• Rob Floutier

Decision to make - Keys (and equipment) locked in the car

Keys locked in the car with 90% of the camera equipment still inside, 30 minutes before the bride is due to walk down the Aisle. This is the headline, now we can rewind a little:

It was the hottest day of the year so far and although a little uncomfortable, I wasn't complaining. The sun can occasionally create some very harsh shadows but predominantly it is the friend of a videographer and it is usually what couples are paying the big bucks for.

The first time filming at this location (Tudor Barn in Burnham), stunning venue, so I arrive around just over an hour before the ceremony is due to start, walk the venue with my camera to scout for good establishing shots. I meet the organiser, Debbie, who generously gives me her time and we walk through the day.

At this point I have my keys stuffed in my tight trouser pocket but they dig into my leg when crouching. So I head back to the onsite carpark, cram them into one of the bags inside the car and close boot.

You could argue (and would probably win) that it is a little daft to leave your car unlocked with expensive gear inside, this may even invalidate the contents insurance. However in my head, I was only going to get a few more establishing shots before getting properly set up, mic up the groom and be ready a good 15 minutes before the bride arrives and does her thing.

The car beeps - I tilt my head a little, pout a little, as I take in what has happened. A little like checking your account balance at a cash machine, I was a little reluctant to try the car doors as I didnt want to address what I thought might have happened. The gravitas of the situation forced me to try all 5 handles one by one, closing my eyes as I try the boot handle, as it remains shut.

I do not think of myself as a particularly anxious person, potentially quite the opposite, I like a challenge. With that said, I dont mind saying that this was an example of one of those situations I found it hard to see as 'a challenge'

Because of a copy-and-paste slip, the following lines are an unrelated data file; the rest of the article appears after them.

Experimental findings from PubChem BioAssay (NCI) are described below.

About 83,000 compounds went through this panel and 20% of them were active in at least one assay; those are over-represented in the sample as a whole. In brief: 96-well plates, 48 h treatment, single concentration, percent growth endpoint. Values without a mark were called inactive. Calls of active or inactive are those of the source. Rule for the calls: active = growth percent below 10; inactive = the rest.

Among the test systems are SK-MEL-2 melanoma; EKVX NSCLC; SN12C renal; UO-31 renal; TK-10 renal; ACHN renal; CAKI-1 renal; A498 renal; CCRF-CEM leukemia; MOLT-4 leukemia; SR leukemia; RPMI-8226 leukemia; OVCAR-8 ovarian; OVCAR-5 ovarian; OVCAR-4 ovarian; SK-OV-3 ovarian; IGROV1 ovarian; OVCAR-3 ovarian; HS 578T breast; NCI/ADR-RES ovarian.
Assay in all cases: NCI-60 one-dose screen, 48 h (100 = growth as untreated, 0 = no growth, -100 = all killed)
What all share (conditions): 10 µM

My immediate reaction is call my wife (fiance at the time) to see if she can drive my spare key to the venue, but best case scenario she would arrive maybe at the same time as the bride and she was halfway to Milton Keynes at that point.

Honestly I dont like to over dramatize things but I really am sweating at this point, serious sweat. She doesn't pick up - I am cursing her name (non verbally). Next call is to my parents, they are very no nonsense people. As I thought, yep, they say they can help, but by this time they wont arrive until after the bride. I dont have any audio equipment, no second camera, no extra batteries of memory cards, no choice of lenses and it slowly dawns on me.

My decision - Hardly a rocket science idea but one that has practical and financial implications. It was going to be a little ugly but I was going to smash the window. For those that have never smashed a window (and I am hoping that is alot), it is not as easy as you might think.

I used my monopod, in a sort of punch movement. Having failed to break the rear passenger window with my initial attempt, the groomsmen pull up as a large group in a black cab, looking like they were midway through a stag do. Good vibe, lots of smiles and laughter. I had put down the monopod and gave them my best 'nothing to see here' smile.

Whack, the window smashes, very satisfying feeling. I remove the remnants of my window and reach in and grab all my bits from the boot. So it is a bit of a mess, but I will go clear it up later. Having got through that my luck did then shift, perhaps I felt empowered by getting through a difficult situation.

Another lesson (other than the obvious about the keys), getting through difficult situations can lift you to higher than you were before. This is the wedding video shot on that day:

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